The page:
Retailers without multichannel risk losing business

Retailers without a multichannel offering could start haemorrhaging cash as customers' expectations change, according to research

Retailers without a mature multichannel offering could soon start haemorrhaging cash, as customers expect a unified shopping experience in the next two years, according to research.

Some 60% of respondents said they expect converged retail channels to be the norm by 2014, according to a report by IT services firm Capgemini. But more than half of shoppers said most retailers lack consistency in the way they present themselves across channels.

Bernard Helders, retail director at the firm, said: “The industry should not only seek to understand the technology, they must separate hype from reality and, crucially, commit to cross-channel collaboration to stay profitable in today’s tough economic climate. 

"This is critical for retailers to identify who is really using these channels and essential in determining where to make digital investments and how to monetise them.”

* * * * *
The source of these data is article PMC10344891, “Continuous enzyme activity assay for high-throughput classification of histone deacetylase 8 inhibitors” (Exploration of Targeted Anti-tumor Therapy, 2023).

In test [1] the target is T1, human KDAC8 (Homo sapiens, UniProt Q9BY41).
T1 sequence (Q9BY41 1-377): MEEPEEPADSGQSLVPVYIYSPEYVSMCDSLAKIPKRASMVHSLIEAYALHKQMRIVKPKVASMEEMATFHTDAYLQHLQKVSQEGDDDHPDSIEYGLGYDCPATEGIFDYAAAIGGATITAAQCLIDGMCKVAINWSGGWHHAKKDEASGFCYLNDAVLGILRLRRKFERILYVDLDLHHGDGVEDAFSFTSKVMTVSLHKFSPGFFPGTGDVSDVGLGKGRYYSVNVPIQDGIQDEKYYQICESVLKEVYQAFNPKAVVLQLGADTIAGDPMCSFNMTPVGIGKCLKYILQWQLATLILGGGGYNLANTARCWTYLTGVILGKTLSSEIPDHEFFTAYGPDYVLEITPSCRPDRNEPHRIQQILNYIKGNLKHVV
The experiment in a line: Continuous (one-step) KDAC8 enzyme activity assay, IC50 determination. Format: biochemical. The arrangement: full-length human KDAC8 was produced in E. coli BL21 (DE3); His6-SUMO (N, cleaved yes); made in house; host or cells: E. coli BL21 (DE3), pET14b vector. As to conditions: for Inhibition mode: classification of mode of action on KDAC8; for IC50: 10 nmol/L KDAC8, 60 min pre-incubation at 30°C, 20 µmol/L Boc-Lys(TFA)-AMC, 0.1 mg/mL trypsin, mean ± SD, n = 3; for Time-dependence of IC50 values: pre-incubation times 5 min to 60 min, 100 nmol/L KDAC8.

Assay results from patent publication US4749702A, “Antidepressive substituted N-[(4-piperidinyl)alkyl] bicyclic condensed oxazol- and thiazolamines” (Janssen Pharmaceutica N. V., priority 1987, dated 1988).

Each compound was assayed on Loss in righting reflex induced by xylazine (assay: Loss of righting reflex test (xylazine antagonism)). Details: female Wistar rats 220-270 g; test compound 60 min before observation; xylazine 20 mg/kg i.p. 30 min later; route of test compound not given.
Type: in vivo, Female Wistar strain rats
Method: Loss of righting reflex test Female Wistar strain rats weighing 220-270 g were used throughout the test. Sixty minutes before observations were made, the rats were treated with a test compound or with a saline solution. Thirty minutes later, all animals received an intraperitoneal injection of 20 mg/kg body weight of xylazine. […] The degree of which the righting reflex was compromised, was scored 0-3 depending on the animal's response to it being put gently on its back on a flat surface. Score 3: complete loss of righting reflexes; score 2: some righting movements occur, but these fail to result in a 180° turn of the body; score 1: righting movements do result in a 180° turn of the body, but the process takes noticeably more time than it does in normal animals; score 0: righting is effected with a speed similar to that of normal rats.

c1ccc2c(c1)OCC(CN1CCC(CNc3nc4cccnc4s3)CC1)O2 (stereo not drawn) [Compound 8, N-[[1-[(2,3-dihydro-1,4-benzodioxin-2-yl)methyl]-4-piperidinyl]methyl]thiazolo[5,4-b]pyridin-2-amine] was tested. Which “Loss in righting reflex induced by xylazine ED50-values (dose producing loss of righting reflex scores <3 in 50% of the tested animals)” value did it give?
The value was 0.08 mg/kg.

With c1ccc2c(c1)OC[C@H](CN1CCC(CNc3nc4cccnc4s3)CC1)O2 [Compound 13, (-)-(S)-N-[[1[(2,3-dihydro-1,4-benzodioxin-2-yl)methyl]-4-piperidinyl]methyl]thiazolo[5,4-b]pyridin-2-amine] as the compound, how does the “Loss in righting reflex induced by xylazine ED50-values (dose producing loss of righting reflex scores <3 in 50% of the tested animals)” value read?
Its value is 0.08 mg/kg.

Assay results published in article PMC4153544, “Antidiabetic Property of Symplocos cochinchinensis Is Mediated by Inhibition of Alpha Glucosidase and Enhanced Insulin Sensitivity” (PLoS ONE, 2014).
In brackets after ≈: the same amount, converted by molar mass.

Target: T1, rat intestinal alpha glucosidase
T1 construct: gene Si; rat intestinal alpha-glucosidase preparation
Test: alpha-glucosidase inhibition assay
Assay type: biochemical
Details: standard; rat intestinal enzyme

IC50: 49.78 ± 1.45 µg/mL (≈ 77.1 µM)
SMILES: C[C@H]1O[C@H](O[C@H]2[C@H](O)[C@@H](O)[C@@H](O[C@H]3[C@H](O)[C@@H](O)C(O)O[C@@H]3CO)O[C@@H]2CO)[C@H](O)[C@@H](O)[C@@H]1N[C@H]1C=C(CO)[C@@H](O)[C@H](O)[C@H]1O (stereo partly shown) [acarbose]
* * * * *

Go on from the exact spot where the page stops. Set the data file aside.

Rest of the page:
Of 1,000 UK shoppers surveyed, 43% said they had bought  food online within the past six months - more than double the rate of German digital shoppers. 

Respondents flagged Tesco, Sainsbury’s and Asda flagged as the favourite places to shop for food. Around 33% of UK digital shoppers state that the role of social media will increase in their own shopping behaviour in the next three years.

Andy Mulcahy, analyst at IMRG, said that, with the proliferation of connected devices, the term multichannel was becoming passé. 

Mulcahy said in the future "omni-channel" consumer shopping environment, it would be incumbent on retailers to use customer data intelligently and use location-specific marketing strategies.  

“They should identify customers demographics, so if they are a high-end retailer they probably have customers using tablets. Then if a lot of people are accessing their site in this way making their websites tablet-readable should be their number one priority,” Mulcahy said.

Business intelligence tools could also be used effectively to make sense of the deluge of customer data, but retailers must have a clear strategy of what it is they are trying to find out and what they will do with the information, Mulcahy said.

Social media, mobile commerce and international markets are unquestionably the three large growth areas, he said.

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